Surname: Sanger

1860 Free Inhabitants Creek Nation Page 1

1860 Census West of Arkansas – Creek Nation

Free Inhabitants in “The Creek Nation” in the County “West of the” State of “Akansas” enumerated on the “16th” day of “August” 1860. While the census lists “free inhabitants” it is obvious that the list contains names of Native Americans, both of the Creek and Seminole tribes, and probably others. The “free inhabitants” is likely indicative that the family had given up their rights as Indians in treaties previous to 1860, drifted away from the tribe, or were never fully integrated. The black (B) and mulatto (M) status may indicate only the fact of the color of their skin, or whether one had a white ancestors, they may still be Native American.

Biographical Sketch of J. M. Sanger

J. M. Sanger is manager of the Concordia Bottling Works. As this is a business which contributes to the larger commercial relations of Concordia and the surrounding territory, Mr. Sanger’s business position is accordingly one of influence and importance. The bottling works were established by E. J. Messal in 1884, and thus the business had a continuons history of more than thirty years. Subsequently a stock company took the management and ownership of the business, but in 1912 Mr. Sanger bought the plant from the stock company and is now its manager. He had made a thorough study of the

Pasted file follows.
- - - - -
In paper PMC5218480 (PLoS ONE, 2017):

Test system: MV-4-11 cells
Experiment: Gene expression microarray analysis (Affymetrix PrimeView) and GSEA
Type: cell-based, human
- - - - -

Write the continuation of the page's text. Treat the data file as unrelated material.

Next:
Biography of Marvin H. Sanger

Of Canterbury, the second son of Ebenezer and Eunice (Hutchins) Sanger, was born in the town of Brooklyn, Conn., April 12th, 1827. In the year 1828 his parents removed to Canterbury, which has since been his residence. His paternal grandfather was James Sanger, of Windsor, Hartford county, Connecticut, and his grandmother, Olive (Chaffee) San-ere Mr. James Sanger died in Windsor,. Some years after Mrs. Sanger returned to Canterbury, where she resided until her death at an advanced age. The children of this marriage were three sons, James, Ebenezer and Ira, and one daughter, Sally. Immediately after the death of his

Biographical Sketch of Lydia Sanger

ISAAC, JOHN, PHINEAS, LYDIA, ELIZABETH and PHEBE SANGER came to Croydon in 1770, and were regarded as an important accession to the town. The brothers had families, the sisters were unmarried. Their descendants are characterized by a great fondness for books and the remarkable facility with which they acquire literary and scientific knowledge. Very many of the distinguished sons of Croydon are proud to trace their lineage from the Sangers. John and Phineas left town. Isaac died of the heart disease, while crossing Croydon Mountain in 1780, leaving three daughters-one of whom married Barnabas Cooper, and another william Gibson. Lydia